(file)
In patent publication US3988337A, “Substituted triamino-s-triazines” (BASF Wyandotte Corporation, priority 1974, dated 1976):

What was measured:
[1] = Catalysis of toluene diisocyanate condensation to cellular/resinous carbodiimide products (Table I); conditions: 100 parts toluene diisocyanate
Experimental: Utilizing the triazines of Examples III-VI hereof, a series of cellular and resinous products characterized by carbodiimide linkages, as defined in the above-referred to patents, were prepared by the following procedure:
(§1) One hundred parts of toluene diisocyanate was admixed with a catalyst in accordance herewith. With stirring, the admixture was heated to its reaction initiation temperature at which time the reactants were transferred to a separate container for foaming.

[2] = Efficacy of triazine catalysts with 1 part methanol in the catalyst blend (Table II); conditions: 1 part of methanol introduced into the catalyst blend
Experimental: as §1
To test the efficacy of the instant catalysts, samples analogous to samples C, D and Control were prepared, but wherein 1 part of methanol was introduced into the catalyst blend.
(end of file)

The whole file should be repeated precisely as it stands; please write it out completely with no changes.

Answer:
In patent publication US3988337A, “Substituted triamino-s-triazines” (BASF Wyandotte Corporation, priority 1974, dated 1976):

What was measured:
[1] = Catalysis of toluene diisocyanate condensation to cellular/resinous carbodiimide products (Table I); conditions: 100 parts toluene diisocyanate
Experimental: Utilizing the triazines of Examples III-VI hereof, a series of cellular and resinous products characterized by carbodiimide linkages, as defined in the above-referred to patents, were prepared by the following procedure:
(§1) One hundred parts of toluene diisocyanate was admixed with a catalyst in accordance herewith. With stirring, the admixture was heated to its reaction initiation temperature at which time the reactants were transferred to a separate container for foaming.

[2] = Efficacy of triazine catalysts with 1 part methanol in the catalyst blend (Table II); conditions: 1 part of methanol introduced into the catalyst blend
Experimental: as §1
To test the efficacy of the instant catalysts, samples analogous to samples C, D and Control were prepared, but wherein 1 part of methanol was introduced into the catalyst blend.